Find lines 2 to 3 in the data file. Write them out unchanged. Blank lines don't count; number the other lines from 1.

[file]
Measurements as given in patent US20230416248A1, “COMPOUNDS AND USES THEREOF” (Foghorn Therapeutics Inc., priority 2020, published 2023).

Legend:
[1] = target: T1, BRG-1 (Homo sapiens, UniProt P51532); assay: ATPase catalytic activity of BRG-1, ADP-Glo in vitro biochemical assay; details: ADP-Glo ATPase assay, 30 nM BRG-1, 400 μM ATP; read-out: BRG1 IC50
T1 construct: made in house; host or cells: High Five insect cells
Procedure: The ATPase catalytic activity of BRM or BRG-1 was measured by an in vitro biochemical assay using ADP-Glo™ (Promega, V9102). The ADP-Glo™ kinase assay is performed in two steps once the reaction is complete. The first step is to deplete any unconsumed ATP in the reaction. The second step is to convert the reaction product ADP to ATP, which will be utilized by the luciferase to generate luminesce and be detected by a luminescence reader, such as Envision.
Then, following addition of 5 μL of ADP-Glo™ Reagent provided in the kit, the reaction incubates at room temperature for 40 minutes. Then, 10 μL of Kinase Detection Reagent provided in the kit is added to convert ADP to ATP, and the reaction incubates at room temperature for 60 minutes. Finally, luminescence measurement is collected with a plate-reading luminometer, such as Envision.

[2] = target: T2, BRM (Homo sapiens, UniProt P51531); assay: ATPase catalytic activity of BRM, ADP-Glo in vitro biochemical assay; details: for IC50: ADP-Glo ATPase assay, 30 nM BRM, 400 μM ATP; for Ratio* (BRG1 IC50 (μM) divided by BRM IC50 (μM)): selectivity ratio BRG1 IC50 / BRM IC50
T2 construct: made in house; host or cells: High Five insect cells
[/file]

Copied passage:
Legend:
[1] = target: T1, BRG-1 (Homo sapiens, UniProt P51532); assay: ATPase catalytic activity of BRG-1, ADP-Glo in vitro biochemical assay; details: ADP-Glo ATPase assay, 30 nM BRG-1, 400 μM ATP; read-out: BRG1 IC50